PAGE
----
TORONTO — A RBC holiday outlook suggests Canadians may be a little more frugal this festive season.
The RBC Canadian Consumer Outlook found that while the majority of Canadians appear to be in a gift-giving mood, they plan on spending less over the holidays than they did last year.
The survey suggests Canadians who celebrate year-end festivities will spend $1,182 on gifts, decorations, entertaining and travel — a figure which is down 6% from last year’s anticipated amount.
The bank says this season’s holiday spending plans appear to be more in line with Canadians’ 2010 holiday purchasing plans..
The survey suggests shoppers who plan on buying gifts are likely to shell out $629 on their purchases, down from the $640 anticipated last year.
RBC also suggests Canadians plan to cut their spending on holiday expenses other than gifts by 10% from last year.
“It’s clear that Canadians are conscious of their finances and are taking a closer look at what they can afford this holiday season,” said Chris McEachern, financial planning role strategist, RBC Financial Planning..
The results of the RBC survey released Thursday stand in contrast to findings from some other analysts, who believe Canadians will be more generous with their finances over the holidays this year.
A Bank of Montreal survey released earlier this month projected an average 15% jump in holiday spending over last Christmas, with respondents planning to spend $1,610 this season. And an report Ernst & Young predicted Canadian holiday sales would rise 3.5% over last year, supported by signs of improvement in consumer confidence.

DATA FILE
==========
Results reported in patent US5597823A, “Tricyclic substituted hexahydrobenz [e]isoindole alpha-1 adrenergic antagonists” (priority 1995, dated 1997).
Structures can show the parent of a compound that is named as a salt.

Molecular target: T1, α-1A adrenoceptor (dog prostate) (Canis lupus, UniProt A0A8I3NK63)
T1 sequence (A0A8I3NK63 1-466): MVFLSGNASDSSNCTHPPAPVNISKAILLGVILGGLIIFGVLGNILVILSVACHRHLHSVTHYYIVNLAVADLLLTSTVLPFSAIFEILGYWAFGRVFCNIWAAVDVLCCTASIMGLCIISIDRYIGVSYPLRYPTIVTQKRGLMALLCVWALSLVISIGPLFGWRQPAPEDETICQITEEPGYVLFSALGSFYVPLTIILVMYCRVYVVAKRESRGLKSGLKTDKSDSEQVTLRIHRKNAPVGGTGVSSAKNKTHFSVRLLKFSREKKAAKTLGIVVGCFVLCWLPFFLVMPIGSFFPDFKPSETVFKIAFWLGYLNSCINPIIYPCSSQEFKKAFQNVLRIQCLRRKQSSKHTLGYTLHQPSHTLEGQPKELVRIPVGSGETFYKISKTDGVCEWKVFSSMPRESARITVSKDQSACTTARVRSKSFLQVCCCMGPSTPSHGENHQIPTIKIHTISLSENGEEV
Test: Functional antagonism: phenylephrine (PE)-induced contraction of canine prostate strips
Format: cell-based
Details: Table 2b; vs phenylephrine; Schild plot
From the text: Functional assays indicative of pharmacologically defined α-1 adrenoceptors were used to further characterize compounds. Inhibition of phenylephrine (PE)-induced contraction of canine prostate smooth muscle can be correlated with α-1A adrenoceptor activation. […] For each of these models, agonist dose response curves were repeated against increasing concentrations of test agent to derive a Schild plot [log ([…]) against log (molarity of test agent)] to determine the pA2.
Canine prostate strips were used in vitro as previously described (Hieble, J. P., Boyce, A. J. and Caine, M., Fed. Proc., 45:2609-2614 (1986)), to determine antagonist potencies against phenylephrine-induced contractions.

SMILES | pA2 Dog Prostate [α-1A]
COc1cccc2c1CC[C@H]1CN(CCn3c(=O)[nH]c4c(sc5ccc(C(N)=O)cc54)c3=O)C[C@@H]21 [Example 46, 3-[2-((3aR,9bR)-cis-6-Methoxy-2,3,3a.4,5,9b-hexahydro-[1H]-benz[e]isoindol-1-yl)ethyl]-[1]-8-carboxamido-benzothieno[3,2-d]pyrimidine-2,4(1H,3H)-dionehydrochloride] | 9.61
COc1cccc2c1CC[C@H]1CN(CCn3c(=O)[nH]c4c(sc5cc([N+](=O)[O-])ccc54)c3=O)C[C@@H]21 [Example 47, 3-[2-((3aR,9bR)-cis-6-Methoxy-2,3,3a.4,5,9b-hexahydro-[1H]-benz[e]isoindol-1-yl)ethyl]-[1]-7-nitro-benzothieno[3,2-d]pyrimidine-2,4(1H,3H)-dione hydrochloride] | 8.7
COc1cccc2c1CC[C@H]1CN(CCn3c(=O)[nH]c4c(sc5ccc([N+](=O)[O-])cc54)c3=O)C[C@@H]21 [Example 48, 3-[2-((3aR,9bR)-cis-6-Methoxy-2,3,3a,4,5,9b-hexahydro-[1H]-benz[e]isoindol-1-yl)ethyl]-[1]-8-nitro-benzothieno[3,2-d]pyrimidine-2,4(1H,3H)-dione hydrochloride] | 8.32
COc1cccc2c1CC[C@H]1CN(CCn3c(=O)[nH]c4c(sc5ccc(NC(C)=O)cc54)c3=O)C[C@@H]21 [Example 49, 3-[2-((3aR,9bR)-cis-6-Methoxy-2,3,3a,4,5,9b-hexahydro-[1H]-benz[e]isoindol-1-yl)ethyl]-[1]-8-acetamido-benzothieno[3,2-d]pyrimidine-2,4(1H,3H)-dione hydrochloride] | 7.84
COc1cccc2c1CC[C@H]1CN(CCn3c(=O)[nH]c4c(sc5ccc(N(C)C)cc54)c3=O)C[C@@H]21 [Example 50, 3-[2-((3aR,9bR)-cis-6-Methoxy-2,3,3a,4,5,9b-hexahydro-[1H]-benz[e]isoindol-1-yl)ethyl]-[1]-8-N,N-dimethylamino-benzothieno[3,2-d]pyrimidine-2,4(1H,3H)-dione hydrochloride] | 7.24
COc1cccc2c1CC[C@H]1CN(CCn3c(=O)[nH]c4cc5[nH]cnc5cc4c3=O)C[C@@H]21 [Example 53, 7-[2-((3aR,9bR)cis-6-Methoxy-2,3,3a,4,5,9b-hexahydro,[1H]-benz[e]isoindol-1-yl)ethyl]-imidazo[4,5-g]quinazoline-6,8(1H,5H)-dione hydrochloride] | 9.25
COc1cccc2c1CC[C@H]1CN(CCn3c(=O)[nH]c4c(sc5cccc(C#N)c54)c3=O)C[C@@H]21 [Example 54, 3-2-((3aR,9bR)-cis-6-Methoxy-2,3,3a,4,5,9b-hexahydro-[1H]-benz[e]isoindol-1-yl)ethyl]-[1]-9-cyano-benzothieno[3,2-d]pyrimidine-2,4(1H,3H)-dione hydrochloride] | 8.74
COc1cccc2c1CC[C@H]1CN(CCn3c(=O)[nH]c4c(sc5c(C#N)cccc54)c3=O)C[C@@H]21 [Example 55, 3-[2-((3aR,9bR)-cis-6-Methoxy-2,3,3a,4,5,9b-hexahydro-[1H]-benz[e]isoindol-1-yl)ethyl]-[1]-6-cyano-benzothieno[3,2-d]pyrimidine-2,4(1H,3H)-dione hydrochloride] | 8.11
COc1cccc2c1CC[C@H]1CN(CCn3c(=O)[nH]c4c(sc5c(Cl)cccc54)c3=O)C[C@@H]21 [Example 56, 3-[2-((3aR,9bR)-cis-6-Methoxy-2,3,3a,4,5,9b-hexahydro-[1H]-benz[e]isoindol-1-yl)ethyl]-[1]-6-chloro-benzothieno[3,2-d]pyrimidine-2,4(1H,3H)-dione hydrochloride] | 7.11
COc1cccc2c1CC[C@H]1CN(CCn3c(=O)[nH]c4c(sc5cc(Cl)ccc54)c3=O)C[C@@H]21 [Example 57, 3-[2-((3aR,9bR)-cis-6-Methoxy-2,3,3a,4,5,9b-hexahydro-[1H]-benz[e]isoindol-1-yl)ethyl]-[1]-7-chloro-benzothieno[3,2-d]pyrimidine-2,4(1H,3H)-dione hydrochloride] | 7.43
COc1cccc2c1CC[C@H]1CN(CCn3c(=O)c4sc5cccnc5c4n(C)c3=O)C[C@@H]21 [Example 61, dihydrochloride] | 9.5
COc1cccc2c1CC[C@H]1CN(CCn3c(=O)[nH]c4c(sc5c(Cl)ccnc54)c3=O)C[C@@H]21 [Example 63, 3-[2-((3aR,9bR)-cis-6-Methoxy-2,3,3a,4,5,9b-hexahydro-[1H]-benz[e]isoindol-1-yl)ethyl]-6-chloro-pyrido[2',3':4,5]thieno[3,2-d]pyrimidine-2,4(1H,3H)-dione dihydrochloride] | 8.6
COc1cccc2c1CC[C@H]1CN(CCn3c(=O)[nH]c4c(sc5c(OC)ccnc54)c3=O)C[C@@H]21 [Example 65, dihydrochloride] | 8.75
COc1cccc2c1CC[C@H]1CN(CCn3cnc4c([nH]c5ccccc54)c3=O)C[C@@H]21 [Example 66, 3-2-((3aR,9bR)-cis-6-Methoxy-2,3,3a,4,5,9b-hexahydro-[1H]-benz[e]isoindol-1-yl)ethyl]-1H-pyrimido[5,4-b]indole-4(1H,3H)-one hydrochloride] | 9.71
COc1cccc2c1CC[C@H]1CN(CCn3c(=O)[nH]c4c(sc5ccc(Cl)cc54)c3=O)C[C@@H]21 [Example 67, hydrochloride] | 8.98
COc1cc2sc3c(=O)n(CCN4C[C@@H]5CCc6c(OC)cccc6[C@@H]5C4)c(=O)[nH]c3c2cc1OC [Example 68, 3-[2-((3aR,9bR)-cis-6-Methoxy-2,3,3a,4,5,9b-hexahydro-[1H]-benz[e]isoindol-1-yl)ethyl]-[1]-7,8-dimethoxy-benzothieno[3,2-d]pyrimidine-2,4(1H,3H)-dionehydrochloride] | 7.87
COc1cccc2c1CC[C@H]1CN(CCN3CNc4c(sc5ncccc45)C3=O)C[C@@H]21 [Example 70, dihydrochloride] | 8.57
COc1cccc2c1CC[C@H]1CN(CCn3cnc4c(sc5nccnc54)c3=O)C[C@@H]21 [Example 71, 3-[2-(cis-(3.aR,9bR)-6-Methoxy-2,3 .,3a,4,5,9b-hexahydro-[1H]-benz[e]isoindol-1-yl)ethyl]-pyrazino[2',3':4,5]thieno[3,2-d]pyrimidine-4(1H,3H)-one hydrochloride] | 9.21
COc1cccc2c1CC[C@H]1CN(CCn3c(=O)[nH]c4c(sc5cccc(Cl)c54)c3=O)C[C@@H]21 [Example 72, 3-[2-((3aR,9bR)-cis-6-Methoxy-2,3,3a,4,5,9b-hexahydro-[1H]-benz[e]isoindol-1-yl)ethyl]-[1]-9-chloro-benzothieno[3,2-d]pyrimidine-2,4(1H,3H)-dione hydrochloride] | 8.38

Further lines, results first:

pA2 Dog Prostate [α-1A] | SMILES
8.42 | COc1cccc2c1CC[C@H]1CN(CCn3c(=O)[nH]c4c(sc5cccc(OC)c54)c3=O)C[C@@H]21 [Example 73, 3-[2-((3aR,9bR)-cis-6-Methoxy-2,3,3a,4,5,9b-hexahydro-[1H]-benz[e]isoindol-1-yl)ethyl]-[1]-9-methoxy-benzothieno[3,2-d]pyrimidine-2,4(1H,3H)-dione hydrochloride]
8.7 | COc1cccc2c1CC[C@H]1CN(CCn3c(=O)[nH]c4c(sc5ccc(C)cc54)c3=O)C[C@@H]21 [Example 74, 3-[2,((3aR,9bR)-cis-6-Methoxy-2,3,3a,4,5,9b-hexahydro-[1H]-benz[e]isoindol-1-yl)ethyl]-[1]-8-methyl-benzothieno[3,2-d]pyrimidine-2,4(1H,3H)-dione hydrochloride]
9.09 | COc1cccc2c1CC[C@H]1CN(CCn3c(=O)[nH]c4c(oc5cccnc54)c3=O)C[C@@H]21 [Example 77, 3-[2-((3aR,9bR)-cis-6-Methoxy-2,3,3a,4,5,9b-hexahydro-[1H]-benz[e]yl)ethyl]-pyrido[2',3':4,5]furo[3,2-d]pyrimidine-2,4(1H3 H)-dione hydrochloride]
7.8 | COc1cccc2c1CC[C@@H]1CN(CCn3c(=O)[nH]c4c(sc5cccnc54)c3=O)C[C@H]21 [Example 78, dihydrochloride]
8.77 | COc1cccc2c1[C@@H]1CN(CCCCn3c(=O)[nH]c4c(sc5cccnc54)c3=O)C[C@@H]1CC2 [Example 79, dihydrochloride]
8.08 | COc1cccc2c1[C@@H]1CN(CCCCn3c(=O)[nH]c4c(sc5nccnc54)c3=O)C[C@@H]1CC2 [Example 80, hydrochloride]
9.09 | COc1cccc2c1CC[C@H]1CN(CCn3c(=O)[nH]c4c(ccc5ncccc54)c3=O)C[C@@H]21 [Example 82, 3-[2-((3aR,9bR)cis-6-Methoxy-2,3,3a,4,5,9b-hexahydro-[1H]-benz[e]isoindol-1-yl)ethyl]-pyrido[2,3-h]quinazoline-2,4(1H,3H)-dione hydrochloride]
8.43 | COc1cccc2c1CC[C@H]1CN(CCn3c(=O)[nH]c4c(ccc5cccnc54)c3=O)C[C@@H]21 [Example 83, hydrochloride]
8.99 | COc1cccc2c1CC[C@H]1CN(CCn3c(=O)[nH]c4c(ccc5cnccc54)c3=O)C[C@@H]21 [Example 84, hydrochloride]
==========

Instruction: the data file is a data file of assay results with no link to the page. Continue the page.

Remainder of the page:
Meanwhile, a study from Deloitte projected Canadians will spend 1% to 2% more this holiday season, but an increasing number will check for the best prices online before they head to the mall in a season it expects to be highly price competitive.
RBC’s survey, however, suggests Canadians will be tightening their belts.
It found 56% of respondents plan to fund their festivities with their savings, while 24% intend to use credit cards.
Meanwhile, 23% of those surveyed say they haven’t thought about how they’ll pay for the holiday season.
RBC suggests that a little financial preparation for the holidays is likely to go a long way.
“No matter how you choose to purchase your gifts, whether it’s with debit or credit cards, in store or online, knowing how you’ll cover your holiday expenses is crucial to avoiding unwanted debt and ensuring you are in good financial shape for the new year,” McEachern said.
“A little planning ahead of your holiday shopping can make all the difference.”
The online survey was conducted by Ipsos Reid and involved 3,375 Canadians across the country between Oct. 1 to Oct. 10. The poll is accurate to within plus or minus 1.9 percentage points of the entire Canadian population.